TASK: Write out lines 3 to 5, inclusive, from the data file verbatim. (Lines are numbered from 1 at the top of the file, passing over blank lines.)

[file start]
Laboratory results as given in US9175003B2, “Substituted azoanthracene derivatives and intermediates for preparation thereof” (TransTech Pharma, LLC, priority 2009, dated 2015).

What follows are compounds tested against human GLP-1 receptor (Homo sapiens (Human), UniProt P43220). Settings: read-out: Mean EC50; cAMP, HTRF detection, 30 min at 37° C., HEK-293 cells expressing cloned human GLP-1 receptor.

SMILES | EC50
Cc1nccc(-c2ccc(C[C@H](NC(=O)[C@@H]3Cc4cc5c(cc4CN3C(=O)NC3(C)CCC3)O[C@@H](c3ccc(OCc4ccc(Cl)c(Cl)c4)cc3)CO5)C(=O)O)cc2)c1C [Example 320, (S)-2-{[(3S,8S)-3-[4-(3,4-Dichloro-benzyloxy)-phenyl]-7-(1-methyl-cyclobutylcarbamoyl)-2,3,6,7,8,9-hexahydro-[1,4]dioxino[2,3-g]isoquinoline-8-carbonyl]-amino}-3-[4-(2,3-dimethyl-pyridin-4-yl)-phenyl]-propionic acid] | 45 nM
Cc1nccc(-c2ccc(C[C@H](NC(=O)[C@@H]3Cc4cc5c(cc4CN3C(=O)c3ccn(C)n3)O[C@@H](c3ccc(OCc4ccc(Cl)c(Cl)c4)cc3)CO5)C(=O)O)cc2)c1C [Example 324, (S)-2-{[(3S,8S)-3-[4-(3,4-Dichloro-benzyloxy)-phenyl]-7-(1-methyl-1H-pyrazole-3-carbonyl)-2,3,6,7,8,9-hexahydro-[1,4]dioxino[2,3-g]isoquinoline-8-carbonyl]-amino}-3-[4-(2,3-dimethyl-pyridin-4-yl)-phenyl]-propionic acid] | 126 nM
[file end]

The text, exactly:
SMILES | EC50
Cc1nccc(-c2ccc(C[C@H](NC(=O)[C@@H]3Cc4cc5c(cc4CN3C(=O)NC3(C)CCC3)O[C@@H](c3ccc(OCc4ccc(Cl)c(Cl)c4)cc3)CO5)C(=O)O)cc2)c1C [Example 320, (S)-2-{[(3S,8S)-3-[4-(3,4-Dichloro-benzyloxy)-phenyl]-7-(1-methyl-cyclobutylcarbamoyl)-2,3,6,7,8,9-hexahydro-[1,4]dioxino[2,3-g]isoquinoline-8-carbonyl]-amino}-3-[4-(2,3-dimethyl-pyridin-4-yl)-phenyl]-propionic acid] | 45 nM
Cc1nccc(-c2ccc(C[C@H](NC(=O)[C@@H]3Cc4cc5c(cc4CN3C(=O)c3ccn(C)n3)O[C@@H](c3ccc(OCc4ccc(Cl)c(Cl)c4)cc3)CO5)C(=O)O)cc2)c1C [Example 324, (S)-2-{[(3S,8S)-3-[4-(3,4-Dichloro-benzyloxy)-phenyl]-7-(1-methyl-1H-pyrazole-3-carbonyl)-2,3,6,7,8,9-hexahydro-[1,4]dioxino[2,3-g]isoquinoline-8-carbonyl]-amino}-3-[4-(2,3-dimethyl-pyridin-4-yl)-phenyl]-propionic acid] | 126 nM